With THE end of the First World War in November, 1918, the way in which the conflict should be remembered within the city of Chichester became the object of considerable debate.
Across the country, villages, towns and cities were constructing memorials to those who died in the war and the city council had discussed how the sacrifice of local citizens would be marked.
The city’s first war memorial had been dedicated before the fighting had ceased as Priory Park was donated to Cicestrians for their service by the Duke of Richmond in September, 1918.
However, as soldiers returned and families grieved the loss of loved ones, an official place of commemoration was needed as a testament to the city’s citizens and to provide a place to mourn.
The local churches across Chichester began considering ways in which the deaths of parishioners and their relatives could be marked. The Church of St George in Whyke had begun collecting funds in 1917 and in December, 1918, less than a month after the Armistice had been declared, a commemorative pillar with a Calvary was unveiled.
This focused a debate within the city’s press as to what was needed to remember those who had died. The destructive effects of the conflict were such that many sought memorial schemes which were constructive and beneficial.
One public proposal even argued that the Chichester Cross be removed to enable the free movement of traffic and prevent accidents. Further suggestions in early January, 1919, put forward the idea of a city library. To bring a greater focus on the topic, on February 11, 1919, a large public meeting was held in the Assembly Rooms. The debate was presided over by Mayor Garland, who put forward a proposal that the Guildhall in Priory Park could be renovated and turned into a public reading room.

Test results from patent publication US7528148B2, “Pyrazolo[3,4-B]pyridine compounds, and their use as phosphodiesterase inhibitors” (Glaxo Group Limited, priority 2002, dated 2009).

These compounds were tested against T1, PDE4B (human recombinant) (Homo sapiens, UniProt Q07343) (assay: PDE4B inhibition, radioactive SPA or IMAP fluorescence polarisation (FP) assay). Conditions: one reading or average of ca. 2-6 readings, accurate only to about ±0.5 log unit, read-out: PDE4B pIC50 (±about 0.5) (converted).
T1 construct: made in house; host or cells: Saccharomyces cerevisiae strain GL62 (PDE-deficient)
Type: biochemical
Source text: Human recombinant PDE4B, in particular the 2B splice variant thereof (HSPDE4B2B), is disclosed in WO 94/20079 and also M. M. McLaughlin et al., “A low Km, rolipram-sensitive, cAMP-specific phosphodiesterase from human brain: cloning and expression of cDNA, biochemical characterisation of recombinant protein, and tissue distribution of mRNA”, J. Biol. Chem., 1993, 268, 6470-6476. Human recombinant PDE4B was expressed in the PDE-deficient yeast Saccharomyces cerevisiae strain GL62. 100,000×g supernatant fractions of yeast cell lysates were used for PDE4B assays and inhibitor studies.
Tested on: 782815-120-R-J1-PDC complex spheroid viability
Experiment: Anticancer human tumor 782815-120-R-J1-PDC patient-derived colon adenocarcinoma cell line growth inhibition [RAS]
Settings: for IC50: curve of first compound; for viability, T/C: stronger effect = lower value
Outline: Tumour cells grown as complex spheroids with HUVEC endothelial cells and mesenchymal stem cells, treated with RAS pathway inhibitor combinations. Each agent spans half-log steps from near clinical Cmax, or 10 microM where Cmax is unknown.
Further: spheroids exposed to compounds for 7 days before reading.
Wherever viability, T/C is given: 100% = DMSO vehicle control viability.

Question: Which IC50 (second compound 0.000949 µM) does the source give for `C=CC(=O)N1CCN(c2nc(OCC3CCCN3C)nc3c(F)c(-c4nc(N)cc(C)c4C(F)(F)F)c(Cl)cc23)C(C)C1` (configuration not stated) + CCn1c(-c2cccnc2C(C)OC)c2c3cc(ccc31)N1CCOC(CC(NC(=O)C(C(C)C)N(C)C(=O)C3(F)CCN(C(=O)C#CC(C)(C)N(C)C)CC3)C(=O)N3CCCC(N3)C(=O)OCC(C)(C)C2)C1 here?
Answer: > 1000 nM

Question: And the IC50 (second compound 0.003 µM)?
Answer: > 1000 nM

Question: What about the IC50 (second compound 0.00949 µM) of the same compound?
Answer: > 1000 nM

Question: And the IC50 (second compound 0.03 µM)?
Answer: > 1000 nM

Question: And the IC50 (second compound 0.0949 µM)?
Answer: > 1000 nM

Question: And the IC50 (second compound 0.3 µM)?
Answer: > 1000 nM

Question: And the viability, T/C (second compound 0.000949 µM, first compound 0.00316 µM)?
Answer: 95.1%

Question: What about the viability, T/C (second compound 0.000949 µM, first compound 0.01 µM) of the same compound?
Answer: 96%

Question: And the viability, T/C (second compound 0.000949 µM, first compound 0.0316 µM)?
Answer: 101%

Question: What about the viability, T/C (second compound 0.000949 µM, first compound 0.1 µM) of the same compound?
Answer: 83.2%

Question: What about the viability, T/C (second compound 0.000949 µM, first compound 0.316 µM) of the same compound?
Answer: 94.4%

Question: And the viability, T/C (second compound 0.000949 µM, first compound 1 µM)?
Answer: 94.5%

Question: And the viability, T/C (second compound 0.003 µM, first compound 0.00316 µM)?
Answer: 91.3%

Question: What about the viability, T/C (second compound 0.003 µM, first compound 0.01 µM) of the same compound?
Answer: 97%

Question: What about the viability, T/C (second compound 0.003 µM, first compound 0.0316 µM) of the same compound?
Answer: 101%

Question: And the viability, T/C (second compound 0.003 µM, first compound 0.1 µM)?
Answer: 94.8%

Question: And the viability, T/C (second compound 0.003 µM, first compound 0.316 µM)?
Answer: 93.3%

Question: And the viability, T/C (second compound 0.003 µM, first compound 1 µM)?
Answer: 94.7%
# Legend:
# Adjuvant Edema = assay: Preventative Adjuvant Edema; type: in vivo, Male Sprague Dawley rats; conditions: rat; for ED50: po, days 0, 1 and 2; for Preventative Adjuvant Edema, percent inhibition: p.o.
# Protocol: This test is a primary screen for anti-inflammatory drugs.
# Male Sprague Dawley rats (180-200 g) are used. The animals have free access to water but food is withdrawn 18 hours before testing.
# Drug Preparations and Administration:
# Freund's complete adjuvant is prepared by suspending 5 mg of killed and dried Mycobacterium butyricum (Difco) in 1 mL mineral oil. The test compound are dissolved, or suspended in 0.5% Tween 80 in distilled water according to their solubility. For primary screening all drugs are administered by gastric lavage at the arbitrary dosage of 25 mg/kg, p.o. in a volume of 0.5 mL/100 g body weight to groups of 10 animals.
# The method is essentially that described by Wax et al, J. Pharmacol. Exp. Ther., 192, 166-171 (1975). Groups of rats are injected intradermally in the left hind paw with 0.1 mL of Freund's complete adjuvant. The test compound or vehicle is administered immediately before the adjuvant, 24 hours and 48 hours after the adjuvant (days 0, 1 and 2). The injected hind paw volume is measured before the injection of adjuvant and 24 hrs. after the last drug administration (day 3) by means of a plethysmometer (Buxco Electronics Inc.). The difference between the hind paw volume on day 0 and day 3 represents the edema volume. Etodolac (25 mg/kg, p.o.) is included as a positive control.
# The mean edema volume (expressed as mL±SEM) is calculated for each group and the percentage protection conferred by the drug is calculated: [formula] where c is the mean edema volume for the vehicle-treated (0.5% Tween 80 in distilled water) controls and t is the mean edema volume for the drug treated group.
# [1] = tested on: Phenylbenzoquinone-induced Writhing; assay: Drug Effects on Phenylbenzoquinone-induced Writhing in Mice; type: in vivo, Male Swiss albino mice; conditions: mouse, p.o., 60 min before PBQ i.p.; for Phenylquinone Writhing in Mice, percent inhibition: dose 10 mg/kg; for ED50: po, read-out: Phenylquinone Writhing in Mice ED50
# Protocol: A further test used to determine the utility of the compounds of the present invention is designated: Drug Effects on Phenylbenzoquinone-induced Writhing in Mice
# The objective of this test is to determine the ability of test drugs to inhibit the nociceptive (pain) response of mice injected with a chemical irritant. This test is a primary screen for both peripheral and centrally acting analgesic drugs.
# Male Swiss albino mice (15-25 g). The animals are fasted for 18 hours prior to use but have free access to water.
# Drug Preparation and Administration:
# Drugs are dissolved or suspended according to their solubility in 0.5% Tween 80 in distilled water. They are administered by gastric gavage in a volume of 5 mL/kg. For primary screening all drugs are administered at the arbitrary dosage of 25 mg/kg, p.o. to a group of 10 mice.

This meeting established the details of what form the war memorial should take as it was unanimously agreed to ‘perpetuate the memories of those who had fallen in the war’. There was also a strong expression that the memorial should be in keeping with the architectural heritage of the city.
The potential types of memorials discussed were: an endowment of St Mary’s Almshouses; public baths or gymnasium; a memorial public hall; enlargement of the Assembly Rooms; a monument in the city or Priory Park; a memorial bandstand; a nursing home attached to the hospital; memorial homes for soldiers or their dependents.
While no formal decision was made, a committee of the Mayor, Aldermen, religious representatives from the cathedral and retired military men in the city was constituted to look over plans and to make a final judgement. By May, 1919, the war memorial committee had still not decided upon a suitable site or form in which the sacrifice of Cicestrians could be commemorated.
With the signing of the Versailles Peace Treaty in July, 1919, the war had come to an end for most people in the city and there was a demand that more should be done for soldiers and their dependants.
The committee had begun to focus upon the refitting of the Guildhall as a reading room or museum with the names of the dead on panels around the building.
Such a suggestion drew strong disapproval within the comment section of the city’s press the proposal was condemned because of the extra costs that would be incurred in maintaining the site.
The debate regarding the memorial rolled on and was even a feature of the last sitting of the city council of Mayor Garland in November, 1919. Unfortunately, no resolution could be agreed and the debate continued. In next week’s article, we will discuss the city’s choice of memorial and the methods employed to fundraise for it.
By Dr Ross Wilson, University of Nottingham